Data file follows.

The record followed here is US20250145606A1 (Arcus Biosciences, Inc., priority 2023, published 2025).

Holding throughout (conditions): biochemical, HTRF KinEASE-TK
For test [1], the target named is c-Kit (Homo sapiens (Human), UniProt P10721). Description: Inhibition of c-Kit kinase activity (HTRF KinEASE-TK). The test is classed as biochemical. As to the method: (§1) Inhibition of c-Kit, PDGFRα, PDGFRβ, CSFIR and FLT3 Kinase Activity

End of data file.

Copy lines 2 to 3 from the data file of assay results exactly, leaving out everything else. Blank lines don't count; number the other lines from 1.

Holding throughout (conditions): biochemical, HTRF KinEASE-TK
For test [1], the target named is c-Kit (Homo sapiens (Human), UniProt P10721). Description: Inhibition of c-Kit kinase activity (HTRF KinEASE-TK). The test is classed as biochemical. As to the method: (§1) Inhibition of c-Kit, PDGFRα, PDGFRβ, CSFIR and FLT3 Kinase Activity